I recently talked with a young woman serving in a new role as a part-time church music director. After spending a couple of Sundays at her parents’ larger church, she became discouraged in her efforts: “I just can’t produce something as grand as what they can, and I’m not even a professional musician.”
I empathized as a fellow worship leader. My intended music degree didn’t happen; I serve part-time in a smaller church with limited resources; and, although I play the piano, I’m not a great singer so I struggle to lead vocally. I too have bowed to self-pity from time to time.
But that’s exactly what Satan uses to distract us from the ultimate purpose of this job. To lead God’s people in worship is to usher them to Jesus through singing, and it’s a grand and beautiful responsibility whether you’re leading with a choir and full symphony or a single voice and a guitar.
For music leaders with less resources, a few important considerations can help awaken the joy of this calling and create a beautifully worshipful atmosphere for your congregation.
1. Create a hospitable singing environment.
Hospitable worship is inviting, engaging, and gracious. For a music director, contributing to that environment means choosing songs and hymns that allow congregants to join in easily and eagerly. This is important no matter the size of the congregation, and it’s possible no matter the number of people leading. Top-level production and original compositions are wonderful and can add much to a worship service, but the simplicity of supporting the congregation in singing is powerful, and it’s not a minor responsibility.
Robust singing occurs when songs are familiar and singable, so it’s important most of the selections are ones the congregation knows and feels comfortable with. But we can keep our worship fresh by introducing new hymns and songs from time to time. As you introduce new music, listen to your congregation sing. Make note of whether or not they sing out on a new song. Keeping a running list of music that your congregation sings heartily will help you make good musical selections week to week.
Top-level production and original compositions are wonderful, but the simplicity of supporting the congregation in singing is powerful.
Consider providing sheet music for those who like to follow music or who are new to your church and unfamiliar with the songs.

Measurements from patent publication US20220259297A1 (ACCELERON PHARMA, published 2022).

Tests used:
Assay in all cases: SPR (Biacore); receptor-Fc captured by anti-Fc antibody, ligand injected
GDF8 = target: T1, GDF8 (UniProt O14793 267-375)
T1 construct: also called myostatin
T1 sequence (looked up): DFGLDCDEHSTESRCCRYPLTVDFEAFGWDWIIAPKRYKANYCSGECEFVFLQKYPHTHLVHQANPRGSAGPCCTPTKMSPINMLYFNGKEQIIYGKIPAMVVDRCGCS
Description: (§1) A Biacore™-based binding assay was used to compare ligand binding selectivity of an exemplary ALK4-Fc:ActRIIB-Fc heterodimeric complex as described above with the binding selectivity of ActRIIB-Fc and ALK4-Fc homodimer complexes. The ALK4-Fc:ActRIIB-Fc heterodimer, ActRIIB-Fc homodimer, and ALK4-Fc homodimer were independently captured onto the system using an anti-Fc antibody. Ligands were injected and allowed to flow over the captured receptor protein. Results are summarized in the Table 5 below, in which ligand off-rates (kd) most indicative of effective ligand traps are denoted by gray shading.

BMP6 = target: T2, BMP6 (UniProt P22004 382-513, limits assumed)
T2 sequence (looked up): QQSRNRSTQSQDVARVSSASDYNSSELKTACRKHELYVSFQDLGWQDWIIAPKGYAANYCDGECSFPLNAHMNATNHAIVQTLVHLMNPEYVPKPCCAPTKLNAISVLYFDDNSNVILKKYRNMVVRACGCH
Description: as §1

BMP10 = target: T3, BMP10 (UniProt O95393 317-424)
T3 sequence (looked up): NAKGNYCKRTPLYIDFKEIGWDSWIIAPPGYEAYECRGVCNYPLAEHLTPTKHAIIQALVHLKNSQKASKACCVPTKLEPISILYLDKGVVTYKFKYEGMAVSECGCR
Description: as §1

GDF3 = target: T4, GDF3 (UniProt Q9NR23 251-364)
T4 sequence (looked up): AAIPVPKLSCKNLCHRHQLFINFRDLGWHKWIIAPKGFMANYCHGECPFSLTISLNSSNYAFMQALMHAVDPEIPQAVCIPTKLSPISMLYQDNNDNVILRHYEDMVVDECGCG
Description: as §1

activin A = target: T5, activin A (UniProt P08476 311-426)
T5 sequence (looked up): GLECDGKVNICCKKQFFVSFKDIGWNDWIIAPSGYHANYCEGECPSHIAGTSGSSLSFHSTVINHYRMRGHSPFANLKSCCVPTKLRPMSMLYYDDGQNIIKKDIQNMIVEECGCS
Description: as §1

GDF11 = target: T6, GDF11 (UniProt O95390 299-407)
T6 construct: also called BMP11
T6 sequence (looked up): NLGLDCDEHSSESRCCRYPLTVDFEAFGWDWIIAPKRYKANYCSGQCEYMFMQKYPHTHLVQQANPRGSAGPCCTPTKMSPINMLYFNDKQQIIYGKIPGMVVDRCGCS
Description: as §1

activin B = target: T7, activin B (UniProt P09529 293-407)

Lastly, think about the key of the songs you select. If you lead as a male vocalist, consider asking for female input on the keys of the songs you have planned (and vice versa). If half the congregation is squeaking through the songs, struggling to hit the notes, it doesn’t foster bold congregational singing.
2. Know your theology.
As you listen to new music, pay close attention to whether the words are theologically sound. This makes a big difference in the robustness of a worship service. It’s wonderfully helpful to shed light on scriptural truths through music. But not all worship songs about God accurately reflect the truth about him. When in doubt about a song’s theology, ask your pastors and elders for help. A song may feel compelling, but your job isn’t to simply create an emotional experience—it’s to enhance the veracity of God’s Word through music.
You can’t do that effectively if you aren’t spending time with Scripture. Your personal study equips you to assess the theological merits of various songs. As you study, your relationship with Jesus is strengthened, and simultaneously, so is your worship leading. As the Holy Spirit works in your heart to help you know Jesus through his Word, so will he use that spiritual growth as you aid God’s people in worship.
3. Know your team’s musical capability.
Consider whether an arrangement of a song or hymn is one your music group can effectively lead. I love the opportunity to visit churches where the sanctuary is filled with the magnificent sound of a pipe organ and multivoice choir. It’s gorgeous. But I can’t emulate that in our church. What I can do is take the same moving piece of music and think through how it can be effectively communicated on a guitar or with just a few voices. And this can be done!
When my music team hears a recording of a new song we’re going to try, I always remind them, “We’re going to make it our own.” If you find a song that’s theologically rich and singable but seems too complicated musically, don’t toss it to the side right away. Try to adjust it to fit your musicians. There’s no rule you must play a song just like the recording. Know your team’s musical capabilities, and take the time to think through how you can adjust good music to fit your group’s abilities.
4. Pray for and model a servant’s heart.
This job, like many in ministry, doesn’t receive regular accolades—nor should it. As a music director, you’re there to serve. Each week, the labor is done on behalf of the congregants who come together for worship. Some will trudge in with burdened hearts; others will stream in feeling happy and light. Your job is to serve this diverse group by leading them in God-honoring worship that meets them where they are.
Take the time to think through how you can adjust good music to fit your group’s abilities.
The same attitude is necessary in how you view your music team. Especially in a smaller church, it’s likely most are volunteers. Encourage them in their efforts, thank them regularly for their time, and don’t ever stop modeling what it means to lead in worship. We can’t assume new singers and musicians understand the difference between a choral concert and a worship service. Serve them by mentoring, teaching, and guiding them.
And by God’s grace, don’t ever lose sight of whom you ultimately serve as a music director. This keeps self-pity at bay. We do what we do to the glory of God and in honor of his name. He will use our efforts. Come alongside your congregation, usher them toward our great God, and see how he creates something grand.